Caffeine – Volume 24

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Caffeine is a magazine championing independent and speciality coffee in the UK and abroad. Riding the “third wave” of the coffee industry, we aim to entertain and inform our readers about their daily cup of Joe. Be it espresso, filter, V60, syphon or humble French press (aka the cafetière), we want to make your home coffee experience as good as the one in your favourite coffee shop, and to share news, views and developments on the coffee scene.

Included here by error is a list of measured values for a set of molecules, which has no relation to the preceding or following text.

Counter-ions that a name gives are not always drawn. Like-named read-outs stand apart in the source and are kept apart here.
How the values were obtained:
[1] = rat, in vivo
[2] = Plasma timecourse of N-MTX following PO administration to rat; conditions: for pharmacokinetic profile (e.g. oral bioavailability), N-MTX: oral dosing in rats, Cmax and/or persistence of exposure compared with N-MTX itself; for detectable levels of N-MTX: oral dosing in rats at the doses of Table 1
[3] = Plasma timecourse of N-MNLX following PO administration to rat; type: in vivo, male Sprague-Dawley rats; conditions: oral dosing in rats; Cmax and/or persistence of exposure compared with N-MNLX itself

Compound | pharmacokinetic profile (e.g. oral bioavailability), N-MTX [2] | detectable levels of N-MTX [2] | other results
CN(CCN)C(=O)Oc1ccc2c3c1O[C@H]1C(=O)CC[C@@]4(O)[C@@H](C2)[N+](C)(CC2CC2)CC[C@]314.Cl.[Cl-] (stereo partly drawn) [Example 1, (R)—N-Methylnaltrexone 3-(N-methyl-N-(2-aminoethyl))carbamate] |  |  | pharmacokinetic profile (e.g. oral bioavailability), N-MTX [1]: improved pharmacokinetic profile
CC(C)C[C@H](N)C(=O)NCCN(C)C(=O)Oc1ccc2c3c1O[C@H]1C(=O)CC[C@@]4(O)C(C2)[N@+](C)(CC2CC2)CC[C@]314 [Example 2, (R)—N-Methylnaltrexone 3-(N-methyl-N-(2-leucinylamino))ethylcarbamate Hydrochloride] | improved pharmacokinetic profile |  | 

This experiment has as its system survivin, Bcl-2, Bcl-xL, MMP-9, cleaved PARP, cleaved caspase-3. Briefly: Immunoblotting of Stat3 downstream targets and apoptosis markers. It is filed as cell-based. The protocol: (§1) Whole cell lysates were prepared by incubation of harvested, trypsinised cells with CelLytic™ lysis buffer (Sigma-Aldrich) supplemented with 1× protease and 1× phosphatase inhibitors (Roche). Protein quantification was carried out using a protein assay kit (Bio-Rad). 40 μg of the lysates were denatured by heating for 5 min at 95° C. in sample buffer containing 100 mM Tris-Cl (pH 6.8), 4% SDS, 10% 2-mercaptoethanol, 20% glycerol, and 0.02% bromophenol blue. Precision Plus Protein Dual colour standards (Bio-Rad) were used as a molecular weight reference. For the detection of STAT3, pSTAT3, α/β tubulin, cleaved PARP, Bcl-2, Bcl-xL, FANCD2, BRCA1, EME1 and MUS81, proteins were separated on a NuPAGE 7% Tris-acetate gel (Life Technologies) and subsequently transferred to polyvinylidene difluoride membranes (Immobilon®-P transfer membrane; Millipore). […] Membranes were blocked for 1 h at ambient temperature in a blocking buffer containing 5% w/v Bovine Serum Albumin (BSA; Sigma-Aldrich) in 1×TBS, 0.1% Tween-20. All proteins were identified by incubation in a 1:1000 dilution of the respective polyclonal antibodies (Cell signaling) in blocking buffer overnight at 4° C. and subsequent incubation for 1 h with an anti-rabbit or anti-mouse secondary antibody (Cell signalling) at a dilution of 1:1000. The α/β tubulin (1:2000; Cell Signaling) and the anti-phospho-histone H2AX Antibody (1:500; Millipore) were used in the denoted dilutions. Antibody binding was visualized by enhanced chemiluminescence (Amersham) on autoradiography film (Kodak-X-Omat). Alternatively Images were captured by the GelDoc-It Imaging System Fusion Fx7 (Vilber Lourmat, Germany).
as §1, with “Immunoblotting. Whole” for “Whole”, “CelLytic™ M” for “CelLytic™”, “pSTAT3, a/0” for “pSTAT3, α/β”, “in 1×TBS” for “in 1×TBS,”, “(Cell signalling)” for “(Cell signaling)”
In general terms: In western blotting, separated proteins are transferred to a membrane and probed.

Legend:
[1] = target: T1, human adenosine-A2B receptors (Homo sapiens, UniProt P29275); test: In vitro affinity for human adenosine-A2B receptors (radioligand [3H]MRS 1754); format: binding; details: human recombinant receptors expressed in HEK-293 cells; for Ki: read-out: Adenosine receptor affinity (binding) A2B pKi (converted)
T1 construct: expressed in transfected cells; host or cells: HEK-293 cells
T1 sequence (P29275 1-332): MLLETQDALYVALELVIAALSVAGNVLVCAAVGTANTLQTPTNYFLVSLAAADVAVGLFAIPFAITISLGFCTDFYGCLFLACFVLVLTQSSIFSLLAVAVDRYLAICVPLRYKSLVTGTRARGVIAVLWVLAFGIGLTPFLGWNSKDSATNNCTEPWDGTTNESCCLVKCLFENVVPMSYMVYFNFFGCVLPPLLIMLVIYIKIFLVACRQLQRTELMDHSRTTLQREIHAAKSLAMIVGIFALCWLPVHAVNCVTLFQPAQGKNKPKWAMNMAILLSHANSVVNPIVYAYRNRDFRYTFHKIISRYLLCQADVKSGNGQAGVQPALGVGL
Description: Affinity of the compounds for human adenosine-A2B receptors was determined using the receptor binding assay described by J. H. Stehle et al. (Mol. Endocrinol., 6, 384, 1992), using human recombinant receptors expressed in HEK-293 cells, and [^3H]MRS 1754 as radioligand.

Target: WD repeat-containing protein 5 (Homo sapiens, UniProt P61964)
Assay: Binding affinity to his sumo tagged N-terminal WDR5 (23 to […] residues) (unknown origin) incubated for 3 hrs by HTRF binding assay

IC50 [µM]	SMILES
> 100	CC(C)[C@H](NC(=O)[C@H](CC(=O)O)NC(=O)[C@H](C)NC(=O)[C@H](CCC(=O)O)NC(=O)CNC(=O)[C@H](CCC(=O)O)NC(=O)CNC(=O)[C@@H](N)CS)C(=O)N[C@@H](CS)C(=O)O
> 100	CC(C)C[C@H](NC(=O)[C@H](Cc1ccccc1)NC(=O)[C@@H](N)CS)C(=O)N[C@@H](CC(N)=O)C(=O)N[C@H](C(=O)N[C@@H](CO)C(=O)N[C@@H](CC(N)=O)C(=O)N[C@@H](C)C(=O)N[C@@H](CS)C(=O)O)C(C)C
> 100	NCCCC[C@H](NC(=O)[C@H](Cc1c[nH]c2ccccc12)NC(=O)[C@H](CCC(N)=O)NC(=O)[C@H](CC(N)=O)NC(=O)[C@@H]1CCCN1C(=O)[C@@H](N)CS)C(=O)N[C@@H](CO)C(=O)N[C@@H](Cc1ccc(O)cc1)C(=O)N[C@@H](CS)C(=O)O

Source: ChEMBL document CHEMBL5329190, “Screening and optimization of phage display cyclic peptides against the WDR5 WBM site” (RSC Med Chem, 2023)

It used to be that pulling the perfect shot or roasting the perfect bean was seen as an art, but it seems that the coffee industry is looking increasingly to technology to measure and repeat each process to achieve consistent results. The automatic drip brewer isn’t a new invention – in fact, it has been around for more than half a century – but the latest wave of machines are convenient, good-looking and able to produce a tasty cup of coffee time after time. Turn to page 22 to see our reviews of three of the latest to reach the market. Technology can be used in many ways, not only to help us brew a cup of coffee but even perhaps to make coffee in the first place. On page 30, David Burrows explores the idea of synthetic coffee, made from scratch in a lab. With the challenges global warming brings, and diseases such as leaf rust threatening coffee crops, could this be the solution to our future caffeinated needs? As much as global problems affect coffee, the coffee industry affects the world – and not always in the positive way we’d like to believe. On page 20, The Bitter Barista asks if the industry treads as lightly as we would like our customers to believe, and if we’re really in the position to save the world one coffee at a time as some think we are. If your specialist subject is coffee, you might like to take our exam on page 18 for the opportunity to purchase one of only six bottles of Mr Black Panama Geisha left in the world. If your tastes are more modest, perhaps a coffee beer would be more to your liking. Turn to page 26 to discover the best on the market. Lastly, on page 34, our roving reporter Brian Williams takes his ever-weakening Brexit pound and tries to buy a coffee in one of the world’s most expensive cities, Hong Kong.

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